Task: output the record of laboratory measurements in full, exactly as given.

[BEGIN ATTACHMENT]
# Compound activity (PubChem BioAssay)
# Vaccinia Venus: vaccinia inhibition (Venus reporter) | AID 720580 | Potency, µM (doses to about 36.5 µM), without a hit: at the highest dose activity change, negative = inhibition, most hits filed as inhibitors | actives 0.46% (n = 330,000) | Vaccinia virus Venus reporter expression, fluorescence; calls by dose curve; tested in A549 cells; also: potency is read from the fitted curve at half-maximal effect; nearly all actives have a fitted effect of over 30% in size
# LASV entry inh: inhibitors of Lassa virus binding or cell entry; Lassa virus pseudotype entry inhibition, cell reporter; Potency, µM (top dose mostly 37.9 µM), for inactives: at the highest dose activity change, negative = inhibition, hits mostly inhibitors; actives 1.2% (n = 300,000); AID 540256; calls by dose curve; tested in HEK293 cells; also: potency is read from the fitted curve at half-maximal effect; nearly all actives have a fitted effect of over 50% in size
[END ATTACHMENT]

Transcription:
# Compound activity (PubChem BioAssay)
# Vaccinia Venus: vaccinia inhibition (Venus reporter) | AID 720580 | Potency, µM (doses to about 36.5 µM), without a hit: at the highest dose activity change, negative = inhibition, most hits filed as inhibitors | actives 0.46% (n = 330,000) | Vaccinia virus Venus reporter expression, fluorescence; calls by dose curve; tested in A549 cells; also: potency is read from the fitted curve at half-maximal effect; nearly all actives have a fitted effect of over 30% in size
# LASV entry inh: inhibitors of Lassa virus binding or cell entry; Lassa virus pseudotype entry inhibition, cell reporter; Potency, µM (top dose mostly 37.9 µM), for inactives: at the highest dose activity change, negative = inhibition, hits mostly inhibitors; actives 1.2% (n = 300,000); AID 540256; calls by dose curve; tested in HEK293 cells; also: potency is read from the fitted curve at half-maximal effect; nearly all actives have a fitted effect of over 50% in size